After the LT surgery, a comprehensive immunosuppressive regimen was implemented to prevent rejection using tacrolimus or cyclosporine, together with corticosteroids. The corticosteroid dose was gradually reduced over three months following the surgery. After three months, consideration was given to switching to sirolimus for primary immunosuppression. During the postoperative follow-up, monthly follow-ups were conducted throughout the first year to closely observe the patient's progress, then extended to every 3 to 6 months. In the event of suspicious tumor lesions, further tests were obtained. In uncertain cases, a liver biopsy was performed to confirm the diagnosis. The diagnostic criteria for tumor recurrence were similar to those used for the initial HCC.

Statistical analysis

We utilized the t-test to compare normally distributed means of the groups, and the χ2 test to examine the association between categorical variables. The “pROC” package was used to draw the receiver operating characteristic (ROC) curve, and the Younden index to determine the best cutoff value. Survival rates were calculated using the Kaplan-Meier method, and multivariate analysis was performed using the Cox regression analysis. The “randomForestSRC” package was used for the random forest analysis, the “rms” package to build the nomogram, the “timeROC” package to draw the time-dependent ROC curve and determine the area under the curve (AUC) of the nomogram, and the “rms” package to draw the calibration curve. The “dcurves” package was used to perform the decision curve analysis (DCA) curve analysis. The xtile software was used for risk classification. The “survminer” package was used to draw the survival curve. All these statistical analyses were conducted using SPSS version 25.0, xtile software version 3.6.1, and R version 4.3.1.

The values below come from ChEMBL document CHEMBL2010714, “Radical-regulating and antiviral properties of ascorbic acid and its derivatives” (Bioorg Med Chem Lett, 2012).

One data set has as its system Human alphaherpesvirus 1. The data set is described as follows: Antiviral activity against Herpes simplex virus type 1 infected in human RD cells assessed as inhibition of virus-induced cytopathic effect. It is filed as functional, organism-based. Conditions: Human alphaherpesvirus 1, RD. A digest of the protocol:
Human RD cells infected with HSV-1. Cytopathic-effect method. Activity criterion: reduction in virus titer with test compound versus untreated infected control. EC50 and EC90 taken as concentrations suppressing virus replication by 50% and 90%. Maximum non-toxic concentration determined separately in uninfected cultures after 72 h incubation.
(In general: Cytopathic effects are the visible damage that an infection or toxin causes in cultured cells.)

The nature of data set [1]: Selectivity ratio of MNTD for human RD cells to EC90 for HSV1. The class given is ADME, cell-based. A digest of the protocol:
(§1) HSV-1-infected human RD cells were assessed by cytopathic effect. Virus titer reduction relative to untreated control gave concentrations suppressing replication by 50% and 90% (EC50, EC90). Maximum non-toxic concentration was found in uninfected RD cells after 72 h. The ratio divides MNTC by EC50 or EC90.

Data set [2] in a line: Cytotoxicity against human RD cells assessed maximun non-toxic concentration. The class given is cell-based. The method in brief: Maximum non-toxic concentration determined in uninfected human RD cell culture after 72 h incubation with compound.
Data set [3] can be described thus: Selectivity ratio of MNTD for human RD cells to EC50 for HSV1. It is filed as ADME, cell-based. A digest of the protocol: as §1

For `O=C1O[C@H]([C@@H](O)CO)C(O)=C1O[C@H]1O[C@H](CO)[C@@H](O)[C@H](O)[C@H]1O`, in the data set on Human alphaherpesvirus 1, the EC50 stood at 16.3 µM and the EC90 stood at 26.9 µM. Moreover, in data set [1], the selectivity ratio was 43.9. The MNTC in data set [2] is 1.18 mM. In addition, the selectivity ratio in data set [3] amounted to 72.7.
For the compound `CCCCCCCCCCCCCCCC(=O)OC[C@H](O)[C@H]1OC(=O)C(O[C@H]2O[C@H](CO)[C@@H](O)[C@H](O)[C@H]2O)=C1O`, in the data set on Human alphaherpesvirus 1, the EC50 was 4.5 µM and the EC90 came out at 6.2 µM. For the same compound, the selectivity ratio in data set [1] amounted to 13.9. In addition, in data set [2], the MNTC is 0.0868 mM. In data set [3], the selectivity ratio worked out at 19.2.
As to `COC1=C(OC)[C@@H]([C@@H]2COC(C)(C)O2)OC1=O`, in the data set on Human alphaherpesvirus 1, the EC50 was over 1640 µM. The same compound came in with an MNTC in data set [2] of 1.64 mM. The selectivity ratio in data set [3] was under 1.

Demographic and clinical characteristics

The clinical characteristics of 160 patients with HCC are shown in Table 1. In the cohort, 105 patients survived (mean survival 63.03 months ± 11.70 months) and 55 patients died (mean survival 22.24 months ± 15.23 months). The proportion meeting the MC was 40.0%, UCSF 51.9%, and Hangzhou 68.1% (Table 1). The optimal cut-off value and efficacy analysis of the tumor biomarkers are presented in Table 2.

Table 1 Characteristics of hepatocellular carcinoma patients, n (%).
Gender (male/female)147 (91.9)/13 (8.1)
Age, yr (≤ 50/> 50)69 (43.1)/91 (56.9)
OS status (survive/dead)105 (65.5)/55 (34.5)
RFS status (survive/relapsed)104 (65.0)/56 (35.0)